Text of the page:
Food Insecurity in America & the Growing Food Crisis

Food insecurity occurs when a household has difficulty providing enough food due to a lack of resources.  The U.S. Department of Agriculture (USDA) defines food insecurity as a lack of consistent access to enough food for an active, healthy life.  They further divide the definition into the following 2 categories:

  • Low Food Security: “Reports of reduced quality, variety, or desirability of diet. Little or no indication of reduced food intake.”

  • Very Low Food Security: “Reports of multiple indications of disrupted eating patterns and reduced food intake.”

In other words, “Low Food Security” often means that individuals or households can afford to eat but are forced to opt for options that are generally cheaper and less healthy, while “Very Low Food Security” indicates that individuals or households weren’t able to afford enough food to meet their needs.  The non-profit organization Feeding America has put together a comprehensive overview of statistics on food insecurity, including a map showing a breakout by county throughout the US. 

The rates of food insecurity in America have been declining since the 2008 recession and in 2018, the USDA estimated 4.3% of the population experienced Very Low Food Security, the lowest level since 2007.  While the trend has been positive, this number remains concerning, as it represents roughly 10 million people who were unable to afford to feed themselves and/or their families during the year.

The steady decline has been promising in recent years, but the record jobless claims brought on by COVID-19 are causing increased concerns as food security is directly correlated with household income.  The current unemployment rate is hovering around 13%, while the unemployment rate during the 2008-2009 recession peaked at 10% in October 2009.

It’s important to note that the measure of food security is different than hunger. While more abstract, food security as a whole can have a wider impact on the health of tens of millions of individuals.  For instance, 84% of households that Feeding America serves reported buying the cheapest food — instead of healthy food — in order to provide enough to eat.  Appropriately, much of our attention goes towards fighting hunger, but as these statistics point out, that’s not enough to ensure access to healthy food for so many.

At baseline, households with children are more likely to be food insecure. In 2018, 11.2 million children (1 in 7), lived in a food-insecure household, according a report published by Feeding America. To make matters worse, the pandemic has also brought about school closures which poses an additional challenge considering low-income children rely on school meals for more than half of their daily nutrients and calories.  As an example of the converging issues, in a survey conducted by the Brookings Institution, the number of households reporting food insecurity spiked in April, with the most significant impact occurring in “Mothers with children 12 and under”.


 This is indicative of just how critical school provided meals are for children, especially in low-income communities, and why the COVID-19 pandemic is bringing about another health crisis in America — ensuring tens of millions have enough to eat.  Federal programming like Supplemental Nutrition Assistance Program (SNAP, formerly known as food stamps) provide a partial safety net but is often not enough to offset the financial struggles combined with additional mouths to feed.  While school districts have been working to get free meals out to kids, most weren’t setup to turnaround this new logistical challenge quickly.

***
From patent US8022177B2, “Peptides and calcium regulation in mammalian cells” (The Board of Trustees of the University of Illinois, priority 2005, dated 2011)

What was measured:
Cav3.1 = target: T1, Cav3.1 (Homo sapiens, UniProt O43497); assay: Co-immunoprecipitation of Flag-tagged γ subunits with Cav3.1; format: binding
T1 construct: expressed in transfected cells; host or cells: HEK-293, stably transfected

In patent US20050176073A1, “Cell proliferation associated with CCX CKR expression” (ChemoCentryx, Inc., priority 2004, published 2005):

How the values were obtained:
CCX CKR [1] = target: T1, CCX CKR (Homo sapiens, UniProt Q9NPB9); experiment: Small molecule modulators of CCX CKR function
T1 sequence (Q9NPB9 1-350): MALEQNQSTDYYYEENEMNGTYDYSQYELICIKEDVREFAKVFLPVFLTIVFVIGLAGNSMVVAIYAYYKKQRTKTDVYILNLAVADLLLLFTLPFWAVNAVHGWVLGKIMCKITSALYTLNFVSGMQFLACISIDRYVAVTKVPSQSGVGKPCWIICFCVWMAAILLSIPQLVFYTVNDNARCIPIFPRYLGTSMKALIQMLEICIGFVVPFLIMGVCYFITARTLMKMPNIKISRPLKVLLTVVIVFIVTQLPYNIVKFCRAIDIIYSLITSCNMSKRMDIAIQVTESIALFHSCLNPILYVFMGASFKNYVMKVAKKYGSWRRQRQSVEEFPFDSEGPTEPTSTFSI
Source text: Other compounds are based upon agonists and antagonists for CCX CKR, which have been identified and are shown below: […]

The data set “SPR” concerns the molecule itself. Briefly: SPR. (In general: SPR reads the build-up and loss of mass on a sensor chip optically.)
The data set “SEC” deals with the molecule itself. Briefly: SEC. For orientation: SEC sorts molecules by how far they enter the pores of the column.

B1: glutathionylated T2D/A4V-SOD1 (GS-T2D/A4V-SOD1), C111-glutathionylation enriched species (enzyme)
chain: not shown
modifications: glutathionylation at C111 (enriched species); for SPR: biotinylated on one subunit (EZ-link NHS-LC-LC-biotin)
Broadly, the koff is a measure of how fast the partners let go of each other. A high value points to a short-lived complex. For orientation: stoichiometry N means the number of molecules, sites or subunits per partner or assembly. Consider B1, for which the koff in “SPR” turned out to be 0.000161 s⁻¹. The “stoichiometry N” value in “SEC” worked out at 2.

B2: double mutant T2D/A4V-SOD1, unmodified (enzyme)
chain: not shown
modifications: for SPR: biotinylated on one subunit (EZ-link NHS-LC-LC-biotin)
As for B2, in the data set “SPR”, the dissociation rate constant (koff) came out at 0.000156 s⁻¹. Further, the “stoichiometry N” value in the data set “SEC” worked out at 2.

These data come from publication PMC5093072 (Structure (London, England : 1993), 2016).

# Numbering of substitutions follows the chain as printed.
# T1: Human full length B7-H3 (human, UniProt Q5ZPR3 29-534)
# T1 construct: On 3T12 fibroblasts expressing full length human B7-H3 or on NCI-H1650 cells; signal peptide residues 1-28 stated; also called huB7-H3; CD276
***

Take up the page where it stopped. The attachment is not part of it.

How can we help?

With summer approaching, supporting the efforts of local food banks and organizations like Feeding America and No Kid Hungry are paramount in ensuring kids across the country are still receiving the food they need.  An estimated 22 million children receive free or reduced-priced meals through the National School Lunch Program, but according to Feeding America, only 3.76 million receive free or reduced-price meals when school is out. 

Organizations like NYC-based Wellness in the Schools have been working to drive change in school lunch standards. We’ve been a proud partner of theirs in bringing nutrition and fitness education as well as opportunities to youth in the school setting in several metro markets throughout the US. During the pandemic, the non-profit has continued to support providing nutrition to children.

We believe that improving food security is two-fold and will continue to be advocates and enact action to support those who need better not only access to food, but quality.

  • Improve education, starting with children: With programs like Wellness in the Schools, we can help educate on food options and recipes that are also affordable and accessible. Currently, this organization is providing nutrition workshops to students through virtual opportunities.

  • Improve food access: Organizations like Feeding America help to bring more meals to people who have food insecurity, which we know is currently a major problem in this country; you can support their work through donations on their website. Improving food access related issues of food deserts and food swamps is a topic we’ll have more on soon.

There’s more to the story.

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